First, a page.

She will face the winner of a three-way Democratic primary in northwest Georgia’s 14th District, a seat drawn to give Republicans a huge advantage, in November.
Greene spoke at an event organized by a white nationalist where the crowd chanted “Putin!” after Russia’s invasion of Ukraine and launched other partisan attacks that critics said promoted racism and violence.
Greene remained on the primary ballot Tuesday in Georgia’s 14th Congressional District after a failed effort to disqualify her by opposing voters. They argued Greene engaged in insurrection by encouraging the Jan. 6, 2021, riot that disrupted Congress’ certification of Joe Biden’s presidential victory. Georgia’s secretary of state and an administrative law judge dismissed the claims.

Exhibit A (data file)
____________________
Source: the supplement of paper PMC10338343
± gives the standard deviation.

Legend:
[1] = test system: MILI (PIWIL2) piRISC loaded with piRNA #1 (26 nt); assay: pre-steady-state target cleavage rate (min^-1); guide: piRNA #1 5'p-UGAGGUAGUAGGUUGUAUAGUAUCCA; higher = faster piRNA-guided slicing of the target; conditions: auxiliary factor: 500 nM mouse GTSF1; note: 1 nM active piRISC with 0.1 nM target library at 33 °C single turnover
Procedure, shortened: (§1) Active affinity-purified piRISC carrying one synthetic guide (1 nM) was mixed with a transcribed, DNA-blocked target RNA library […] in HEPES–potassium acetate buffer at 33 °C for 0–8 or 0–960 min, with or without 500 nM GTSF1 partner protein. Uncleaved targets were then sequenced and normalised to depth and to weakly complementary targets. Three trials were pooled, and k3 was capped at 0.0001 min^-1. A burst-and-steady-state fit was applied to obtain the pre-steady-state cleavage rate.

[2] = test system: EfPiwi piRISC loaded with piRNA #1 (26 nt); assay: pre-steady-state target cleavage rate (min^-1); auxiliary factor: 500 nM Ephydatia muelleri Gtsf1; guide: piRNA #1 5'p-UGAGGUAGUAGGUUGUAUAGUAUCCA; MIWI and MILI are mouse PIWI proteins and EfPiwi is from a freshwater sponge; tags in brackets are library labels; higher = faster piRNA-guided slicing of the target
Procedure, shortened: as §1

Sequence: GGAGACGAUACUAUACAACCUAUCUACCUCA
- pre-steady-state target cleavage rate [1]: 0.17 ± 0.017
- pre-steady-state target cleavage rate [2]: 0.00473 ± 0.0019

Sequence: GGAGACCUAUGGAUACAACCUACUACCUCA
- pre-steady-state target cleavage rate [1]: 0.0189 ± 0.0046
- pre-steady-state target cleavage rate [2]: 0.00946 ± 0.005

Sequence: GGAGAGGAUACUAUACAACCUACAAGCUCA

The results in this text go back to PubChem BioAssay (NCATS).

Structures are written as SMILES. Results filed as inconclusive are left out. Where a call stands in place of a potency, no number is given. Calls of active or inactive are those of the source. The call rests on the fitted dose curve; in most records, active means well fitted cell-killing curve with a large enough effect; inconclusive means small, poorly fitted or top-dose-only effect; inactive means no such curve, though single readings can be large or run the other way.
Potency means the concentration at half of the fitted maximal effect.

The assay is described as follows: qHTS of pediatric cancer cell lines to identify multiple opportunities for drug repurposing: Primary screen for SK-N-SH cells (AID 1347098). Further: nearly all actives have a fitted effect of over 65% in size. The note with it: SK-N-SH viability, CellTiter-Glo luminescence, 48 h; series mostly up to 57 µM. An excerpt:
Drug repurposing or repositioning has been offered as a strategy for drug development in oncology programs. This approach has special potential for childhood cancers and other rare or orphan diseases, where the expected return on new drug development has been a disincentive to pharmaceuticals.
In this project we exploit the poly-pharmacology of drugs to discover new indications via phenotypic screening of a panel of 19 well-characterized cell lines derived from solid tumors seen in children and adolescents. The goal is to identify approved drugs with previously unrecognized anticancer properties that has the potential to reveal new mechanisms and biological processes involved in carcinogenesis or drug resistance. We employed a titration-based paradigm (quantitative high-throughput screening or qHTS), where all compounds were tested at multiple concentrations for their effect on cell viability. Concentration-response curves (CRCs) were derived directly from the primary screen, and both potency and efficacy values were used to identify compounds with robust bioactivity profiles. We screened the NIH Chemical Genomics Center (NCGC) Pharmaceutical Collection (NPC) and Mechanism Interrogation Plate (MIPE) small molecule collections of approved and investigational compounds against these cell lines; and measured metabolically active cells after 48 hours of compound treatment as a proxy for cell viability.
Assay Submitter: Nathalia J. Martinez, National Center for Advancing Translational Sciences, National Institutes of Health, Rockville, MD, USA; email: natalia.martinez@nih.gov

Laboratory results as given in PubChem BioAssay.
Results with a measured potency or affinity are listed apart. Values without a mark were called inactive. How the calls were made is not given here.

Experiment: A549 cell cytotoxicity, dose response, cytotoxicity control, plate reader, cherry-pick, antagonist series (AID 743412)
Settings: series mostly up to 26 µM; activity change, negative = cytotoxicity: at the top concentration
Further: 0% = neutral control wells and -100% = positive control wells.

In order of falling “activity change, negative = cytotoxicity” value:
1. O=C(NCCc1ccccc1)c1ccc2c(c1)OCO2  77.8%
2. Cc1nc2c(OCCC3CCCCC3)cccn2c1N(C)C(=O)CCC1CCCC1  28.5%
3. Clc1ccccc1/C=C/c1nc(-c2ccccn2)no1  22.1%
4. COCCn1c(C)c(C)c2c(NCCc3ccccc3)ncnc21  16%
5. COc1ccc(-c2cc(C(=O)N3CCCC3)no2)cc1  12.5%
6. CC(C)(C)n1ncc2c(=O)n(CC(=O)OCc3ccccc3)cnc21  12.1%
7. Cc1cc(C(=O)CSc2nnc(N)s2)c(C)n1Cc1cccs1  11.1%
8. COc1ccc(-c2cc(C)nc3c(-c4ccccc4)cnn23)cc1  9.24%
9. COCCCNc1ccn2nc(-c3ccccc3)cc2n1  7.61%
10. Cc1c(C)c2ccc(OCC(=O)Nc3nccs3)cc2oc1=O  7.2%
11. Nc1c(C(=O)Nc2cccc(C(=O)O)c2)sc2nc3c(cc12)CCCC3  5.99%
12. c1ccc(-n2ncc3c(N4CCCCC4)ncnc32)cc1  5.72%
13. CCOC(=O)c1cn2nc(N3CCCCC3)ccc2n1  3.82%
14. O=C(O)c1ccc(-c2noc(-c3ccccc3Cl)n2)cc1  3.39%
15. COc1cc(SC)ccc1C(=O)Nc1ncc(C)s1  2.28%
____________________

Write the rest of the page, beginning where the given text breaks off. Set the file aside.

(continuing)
Still, fellow Republicans refused to give Greene a free ride to reelection. Though her first term won loyal followers, it left others in the GOP embarrassed.
Leading the slate of Republicans running to oust Greene in the primary was Jennifer Strahan, founder of a suburban Atlanta health care advisory firm who pitched herself to voters as a “no-nonsense conservative.”
“This is not the time for unserious politicians who just want to hear themselves talk,” Strahan said in one campaign ad, without mentioning Greene by name. In another she stated bluntly: “Our current U.S. representative isn’t doing her job.”